How were your weekends, Persephoneers? Mine was great! I got lots of walking in, tried out a new ice cream parlor, AND I found this video on YouTube! I’m not sure which was the best part, but Giles as Frank-N-Furter and homemade ice cream are tied for first right now. See you in the comments!
25 replies on “Monday Night Open Thread”
Also, I just found out my dad was offered a job that will mean my parents get to move very, very close to us (and will be living with us for a while as they get settled/sell their old house, etc.).
I think I am a big weirdo for being excited about my parents moving in with us, but since the LawToddler came along, I totally understand why so many people do the multigenerational living…
We got a dog this weekend! He’s 100 + pounds of lab/mastiff love, around a year and a half/ two years old (they guess), and tall enough to grab a dish towel off the kitchen counter without more than a head raise. The Humane Society hooked us up with a bunch of toys (for free!), and then I promptly went out and spent more than his adoption fee at PetSmart getting him a bunch of stuff.
He still doesn’t want to eat, but he seems to be settling in OK. Any hints for getting him to feel happy here? He’s sleeping a lot, and doesn’t seem much interested in toys… I know he must have had a bit of a rough go of it before he got to us (there’s a scar on his neck from being chained/tied up, and another scar on his ear, and he really doesn’t like walking in the road), so I’d like to make this transition as easy as possible.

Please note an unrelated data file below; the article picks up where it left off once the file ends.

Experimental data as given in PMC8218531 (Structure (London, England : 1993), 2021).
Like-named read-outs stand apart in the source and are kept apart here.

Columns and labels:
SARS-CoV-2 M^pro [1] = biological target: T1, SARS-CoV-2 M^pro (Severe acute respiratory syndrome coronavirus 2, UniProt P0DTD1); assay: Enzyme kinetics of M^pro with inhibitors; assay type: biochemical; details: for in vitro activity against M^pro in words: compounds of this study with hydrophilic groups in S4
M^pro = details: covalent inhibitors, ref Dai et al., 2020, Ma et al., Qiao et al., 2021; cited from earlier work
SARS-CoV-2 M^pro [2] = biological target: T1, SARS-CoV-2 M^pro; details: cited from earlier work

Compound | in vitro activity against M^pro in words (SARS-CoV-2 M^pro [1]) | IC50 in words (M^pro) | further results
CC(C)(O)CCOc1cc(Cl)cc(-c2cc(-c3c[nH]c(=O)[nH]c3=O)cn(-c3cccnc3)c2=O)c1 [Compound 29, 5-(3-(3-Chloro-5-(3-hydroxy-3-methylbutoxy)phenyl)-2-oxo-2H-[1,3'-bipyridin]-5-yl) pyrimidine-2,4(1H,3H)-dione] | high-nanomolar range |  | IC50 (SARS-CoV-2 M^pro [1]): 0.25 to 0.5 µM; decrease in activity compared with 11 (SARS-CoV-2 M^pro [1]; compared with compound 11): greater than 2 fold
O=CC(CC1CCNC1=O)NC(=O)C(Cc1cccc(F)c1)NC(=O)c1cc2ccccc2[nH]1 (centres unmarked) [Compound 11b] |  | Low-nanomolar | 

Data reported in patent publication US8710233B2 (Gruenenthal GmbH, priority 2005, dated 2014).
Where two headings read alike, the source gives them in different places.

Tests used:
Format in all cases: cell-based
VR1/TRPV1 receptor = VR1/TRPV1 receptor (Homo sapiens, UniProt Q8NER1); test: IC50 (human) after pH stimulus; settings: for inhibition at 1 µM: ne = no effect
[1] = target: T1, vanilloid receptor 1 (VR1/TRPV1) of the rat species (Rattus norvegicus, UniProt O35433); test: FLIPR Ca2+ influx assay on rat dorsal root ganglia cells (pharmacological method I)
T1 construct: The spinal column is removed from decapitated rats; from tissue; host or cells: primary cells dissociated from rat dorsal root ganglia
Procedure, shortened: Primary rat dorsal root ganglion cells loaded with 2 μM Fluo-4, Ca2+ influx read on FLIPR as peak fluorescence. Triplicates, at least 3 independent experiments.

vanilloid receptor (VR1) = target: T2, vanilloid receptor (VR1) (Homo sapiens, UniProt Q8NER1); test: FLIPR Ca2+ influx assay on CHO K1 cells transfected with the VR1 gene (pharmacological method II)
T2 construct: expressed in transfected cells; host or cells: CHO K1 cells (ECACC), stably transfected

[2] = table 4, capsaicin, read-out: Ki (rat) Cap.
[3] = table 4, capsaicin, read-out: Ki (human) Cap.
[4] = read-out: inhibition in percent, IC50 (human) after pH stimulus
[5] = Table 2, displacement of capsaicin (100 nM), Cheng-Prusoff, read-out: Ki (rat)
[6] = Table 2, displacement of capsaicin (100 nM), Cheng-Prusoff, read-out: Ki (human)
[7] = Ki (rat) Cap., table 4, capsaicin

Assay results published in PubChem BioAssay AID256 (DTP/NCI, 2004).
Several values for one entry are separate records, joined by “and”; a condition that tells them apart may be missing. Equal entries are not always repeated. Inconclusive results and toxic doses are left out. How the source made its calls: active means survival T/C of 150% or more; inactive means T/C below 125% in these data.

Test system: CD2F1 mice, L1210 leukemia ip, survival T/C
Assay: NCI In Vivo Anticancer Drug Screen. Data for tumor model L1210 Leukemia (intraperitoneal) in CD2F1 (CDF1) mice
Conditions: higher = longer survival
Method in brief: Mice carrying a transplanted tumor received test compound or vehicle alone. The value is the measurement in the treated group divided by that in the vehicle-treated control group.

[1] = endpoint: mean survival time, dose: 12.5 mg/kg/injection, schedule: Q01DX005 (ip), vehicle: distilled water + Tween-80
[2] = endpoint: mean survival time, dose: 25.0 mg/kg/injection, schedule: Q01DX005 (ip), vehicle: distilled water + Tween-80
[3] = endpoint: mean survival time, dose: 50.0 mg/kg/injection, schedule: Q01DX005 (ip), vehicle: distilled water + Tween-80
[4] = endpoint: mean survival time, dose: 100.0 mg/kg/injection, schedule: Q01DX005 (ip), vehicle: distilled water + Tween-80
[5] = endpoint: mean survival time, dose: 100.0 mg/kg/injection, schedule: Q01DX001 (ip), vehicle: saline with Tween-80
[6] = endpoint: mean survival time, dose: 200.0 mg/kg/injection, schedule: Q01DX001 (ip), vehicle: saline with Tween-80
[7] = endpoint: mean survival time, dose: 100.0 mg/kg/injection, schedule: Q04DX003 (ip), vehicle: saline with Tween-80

When I adopted my rescue, I pretty much left him alone and let him come to me, and whenever he approached me, I praised him and made sure he was free to come hang out with me whenever he wanted. But you have to start establishing boundaries soon. Let him know it’s not okay to jump up on you or grab stuff off the counter, if he tries that. Establish your relationship early on, because it’s easier to do that than have to re-establish your relationship when your enormous dog thinks he’s in charge. But otherwise, have fun! Relax, let him relax. If he’s looking bored, show him a toy or take him for a walk. Think of him like a house guest right now – you want him to feel welcome and want to stay, right? (Assuming you like guests, or most house guests.) So if he’s bored entertain him until he’s comfortable entertain himself, but mostly let him hang out with you and get to know you. And congratulations! Rescue dogs are the best!
Thank you! The getting settled in part is the hardest, I think, though he’s starting to get more comfortable already (and has moved into the guest room, instead of the dog bed he claimed his first day).
If he’s more mastif than lab, he probably won’t have a ton of energy. You may find that the sleeping all the time is, just, kinda what he does.
I’ve adopted several dogs and fostered more, and one of the best things I’ve picked up is the use of a crate for the dog. I didn’t grow up with crating dogs so it took me a while to come around to it but it’s been really successful on a number of levels.